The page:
Although US President Donald Trump is yet to concede defeat, his administration's attempt at invalidating Joe Biden's election victory has gone from bad to worse.
To date, the President's legal team has not won a single case alleging that voter fraud led to Biden's win.
Out of almost 20 lawsuits filed by his team, the majority have been withdrawn or denounced by judges.
On Friday, the Trump campaign lost six cases in Montgomery County and Philadelphia County in Pennsylvania questioning the legitimacy of 9000 absentee ballots.
The campaign was also forced to drop a lawsuit in Arizona, which called for a review of the state's ballots.
A Michigan judge also denied a case brought by two poll challengers to block Biden's win in Detroit.
Not only did Chief Judge Timothy Kenny say that doing so would be an "unprecedented exercise of judicial activism", he also denied a request for an audit.
Adding insult to injury, the high-profile law firms representing Donald Trump in the all-important states of Arizona and Pennsylvania have also withdrawn their cases from the courts.
Of the legal challenges which have been heard, many have failed due to a lack of evidence or legitimate sworn witness statements.
Presiding over a hearing on alleged election mishaps in Arizona, Judge Daniel Kiley refused to accept witness statements which he said were regarded as "false and spam" by Trump's own team, reported CNN.
"Let me just clarify," Judge Kiley said to the Trump campaign's counsel. "Your solicitation of witnesses yielded some sworn affidavits that you yourself clearly determined are false and spam, as you phrased it.
"The ones that you couldn't prove are false you submitted to the court?"
Although Trump's defiance has dominated US politics, on the whole, legal experts are confident his attempt to remain in the White House will be unsuccessful.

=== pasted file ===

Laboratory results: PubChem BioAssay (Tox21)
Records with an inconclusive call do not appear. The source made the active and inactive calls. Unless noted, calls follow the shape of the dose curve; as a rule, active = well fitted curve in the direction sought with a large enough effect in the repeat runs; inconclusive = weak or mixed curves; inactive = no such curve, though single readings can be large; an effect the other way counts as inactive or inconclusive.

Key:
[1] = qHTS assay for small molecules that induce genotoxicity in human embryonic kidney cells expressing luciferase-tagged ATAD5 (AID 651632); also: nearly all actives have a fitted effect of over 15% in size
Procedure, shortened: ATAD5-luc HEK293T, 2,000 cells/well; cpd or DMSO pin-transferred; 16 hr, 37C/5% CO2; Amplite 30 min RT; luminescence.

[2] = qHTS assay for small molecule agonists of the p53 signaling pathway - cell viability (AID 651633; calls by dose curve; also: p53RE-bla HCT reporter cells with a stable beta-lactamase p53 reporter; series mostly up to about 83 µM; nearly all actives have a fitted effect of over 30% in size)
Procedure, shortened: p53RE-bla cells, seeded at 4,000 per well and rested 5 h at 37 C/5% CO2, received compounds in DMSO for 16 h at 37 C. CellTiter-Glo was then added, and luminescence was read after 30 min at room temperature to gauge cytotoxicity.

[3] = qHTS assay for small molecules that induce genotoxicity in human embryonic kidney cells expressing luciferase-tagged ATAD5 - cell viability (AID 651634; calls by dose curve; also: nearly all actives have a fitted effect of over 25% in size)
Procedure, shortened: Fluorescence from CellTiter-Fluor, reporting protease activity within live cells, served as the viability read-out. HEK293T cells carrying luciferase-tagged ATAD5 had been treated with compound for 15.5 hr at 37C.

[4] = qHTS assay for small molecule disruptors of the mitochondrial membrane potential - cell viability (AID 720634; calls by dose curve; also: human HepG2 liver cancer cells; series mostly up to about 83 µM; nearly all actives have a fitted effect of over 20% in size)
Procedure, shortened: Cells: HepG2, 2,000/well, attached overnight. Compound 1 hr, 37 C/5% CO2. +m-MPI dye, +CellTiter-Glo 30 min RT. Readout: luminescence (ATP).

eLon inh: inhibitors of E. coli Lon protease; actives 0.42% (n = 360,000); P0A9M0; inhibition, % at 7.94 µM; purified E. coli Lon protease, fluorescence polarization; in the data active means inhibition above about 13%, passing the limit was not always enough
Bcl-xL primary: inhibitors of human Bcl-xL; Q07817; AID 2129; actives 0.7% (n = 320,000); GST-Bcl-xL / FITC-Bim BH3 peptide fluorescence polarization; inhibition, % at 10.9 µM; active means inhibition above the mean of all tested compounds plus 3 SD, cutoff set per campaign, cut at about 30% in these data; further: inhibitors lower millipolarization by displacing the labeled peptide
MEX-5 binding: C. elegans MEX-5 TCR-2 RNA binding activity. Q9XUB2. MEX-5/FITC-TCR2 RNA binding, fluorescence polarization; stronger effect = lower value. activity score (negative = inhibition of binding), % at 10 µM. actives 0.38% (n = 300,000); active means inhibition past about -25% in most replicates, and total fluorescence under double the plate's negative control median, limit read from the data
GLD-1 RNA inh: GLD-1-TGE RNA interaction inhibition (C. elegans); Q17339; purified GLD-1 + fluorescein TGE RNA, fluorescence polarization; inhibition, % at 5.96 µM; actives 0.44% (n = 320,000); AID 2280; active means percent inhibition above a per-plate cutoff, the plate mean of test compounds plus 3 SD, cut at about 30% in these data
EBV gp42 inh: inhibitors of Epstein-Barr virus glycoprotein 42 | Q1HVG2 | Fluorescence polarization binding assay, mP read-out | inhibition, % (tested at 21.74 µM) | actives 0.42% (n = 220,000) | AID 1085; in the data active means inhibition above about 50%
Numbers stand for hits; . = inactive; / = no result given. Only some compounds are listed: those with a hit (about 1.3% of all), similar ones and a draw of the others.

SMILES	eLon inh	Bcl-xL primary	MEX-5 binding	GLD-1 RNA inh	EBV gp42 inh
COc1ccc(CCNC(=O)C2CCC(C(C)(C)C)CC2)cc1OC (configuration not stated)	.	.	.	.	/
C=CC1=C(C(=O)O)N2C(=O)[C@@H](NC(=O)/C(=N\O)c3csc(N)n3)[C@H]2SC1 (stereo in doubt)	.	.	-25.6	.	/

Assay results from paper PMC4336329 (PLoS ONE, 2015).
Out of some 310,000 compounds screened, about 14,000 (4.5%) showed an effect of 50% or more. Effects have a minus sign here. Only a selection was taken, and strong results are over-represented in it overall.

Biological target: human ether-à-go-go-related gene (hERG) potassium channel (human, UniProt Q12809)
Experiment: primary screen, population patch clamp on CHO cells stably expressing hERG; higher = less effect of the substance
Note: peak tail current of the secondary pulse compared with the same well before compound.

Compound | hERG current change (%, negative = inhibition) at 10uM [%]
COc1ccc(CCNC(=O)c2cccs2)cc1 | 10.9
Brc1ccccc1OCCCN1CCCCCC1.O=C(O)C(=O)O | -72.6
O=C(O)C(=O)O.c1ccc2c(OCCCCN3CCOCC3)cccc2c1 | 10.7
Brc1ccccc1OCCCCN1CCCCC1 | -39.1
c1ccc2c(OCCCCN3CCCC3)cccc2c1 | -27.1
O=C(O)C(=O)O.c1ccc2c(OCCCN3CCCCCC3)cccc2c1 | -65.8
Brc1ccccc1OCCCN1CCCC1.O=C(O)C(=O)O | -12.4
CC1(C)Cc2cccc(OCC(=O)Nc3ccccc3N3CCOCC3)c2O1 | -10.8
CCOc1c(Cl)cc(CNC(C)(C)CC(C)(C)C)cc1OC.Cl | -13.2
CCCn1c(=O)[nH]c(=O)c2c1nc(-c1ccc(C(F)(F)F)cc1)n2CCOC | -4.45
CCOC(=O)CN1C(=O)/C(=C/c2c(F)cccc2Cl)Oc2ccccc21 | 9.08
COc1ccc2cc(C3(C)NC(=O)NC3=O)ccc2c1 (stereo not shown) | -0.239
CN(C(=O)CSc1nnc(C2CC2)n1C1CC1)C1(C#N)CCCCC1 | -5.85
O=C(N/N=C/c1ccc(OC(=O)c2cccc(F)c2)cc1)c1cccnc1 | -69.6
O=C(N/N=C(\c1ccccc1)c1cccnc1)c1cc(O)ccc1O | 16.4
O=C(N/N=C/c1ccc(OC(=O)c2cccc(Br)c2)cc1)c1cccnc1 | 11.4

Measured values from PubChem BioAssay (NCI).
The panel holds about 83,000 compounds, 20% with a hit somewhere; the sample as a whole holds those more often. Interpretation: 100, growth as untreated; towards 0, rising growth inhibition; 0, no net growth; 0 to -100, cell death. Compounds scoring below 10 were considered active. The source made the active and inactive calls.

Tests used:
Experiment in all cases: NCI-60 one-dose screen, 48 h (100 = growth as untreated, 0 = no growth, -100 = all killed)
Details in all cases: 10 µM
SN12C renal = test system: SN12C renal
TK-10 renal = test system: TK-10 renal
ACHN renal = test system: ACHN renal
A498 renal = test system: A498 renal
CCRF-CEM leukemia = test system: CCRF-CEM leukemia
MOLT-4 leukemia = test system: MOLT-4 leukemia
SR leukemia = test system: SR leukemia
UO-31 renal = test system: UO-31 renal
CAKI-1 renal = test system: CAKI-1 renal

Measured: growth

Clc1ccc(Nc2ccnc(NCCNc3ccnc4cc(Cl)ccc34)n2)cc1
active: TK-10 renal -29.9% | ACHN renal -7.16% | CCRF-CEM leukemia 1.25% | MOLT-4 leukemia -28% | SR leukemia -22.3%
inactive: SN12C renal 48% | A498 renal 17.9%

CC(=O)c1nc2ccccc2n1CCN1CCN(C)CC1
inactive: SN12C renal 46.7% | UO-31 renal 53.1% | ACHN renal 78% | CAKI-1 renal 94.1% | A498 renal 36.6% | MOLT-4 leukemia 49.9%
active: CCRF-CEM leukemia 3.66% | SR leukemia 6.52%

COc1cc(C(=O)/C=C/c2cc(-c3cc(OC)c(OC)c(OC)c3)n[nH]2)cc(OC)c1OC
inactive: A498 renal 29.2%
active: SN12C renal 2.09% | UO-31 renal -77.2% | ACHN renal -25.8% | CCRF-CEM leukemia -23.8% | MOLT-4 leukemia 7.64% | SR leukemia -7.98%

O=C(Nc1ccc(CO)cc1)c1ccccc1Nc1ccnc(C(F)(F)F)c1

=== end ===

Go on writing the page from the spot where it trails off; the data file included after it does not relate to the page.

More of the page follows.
Speaking to Politico, the president of the Brennan Centre for Justice at New York University's School of Law, Michael Waldman, concluded "judges won't decide this election".
"None of the cases would affect enough votes to swing a key state, and Trump's goofball legal strategy would have to flip three," he said.
The campaign's claims of voter fraud are also baseless, said Lisa Manheim, law professor at the University of Washington.
"It's not clear that Trump even understands the basic logic of a lawsuit," she wrote. "To win a case, you need a claim, evidence and a remedy.
"Legal claims cannot be based on freewheeling tirades. They cannot be premised on unsubstantiated accusations. And they cannot support requests for relief that extend far beyond the scope of the claim."
Trump will remain President until January 20, when President-elect Joe Biden will be sworn in. As it stands, Biden has won the election with 290 electoral college votes to Trump's 232.
Currently, Georgia is the only state result yet to be officially called because of a hand recount which began on Friday.
Trump's refusal to aid the Biden administration's transition process has also been widely criticised.
On Saturday, former White House chief of staff John Kelly said Trump's behaviour could have "catastrophic" results for the American people.
Kelly called on the government to immediately begin briefing Biden's team, calling it the "right and moral thing to do".
"The delay in transitioning is an increasing national security and health crisis," he said.
"It costs the current administration nothing to start to brief Mr Biden, Ms Harris, the new chief-of-staff, and ALL identified cabinet members and senior staff."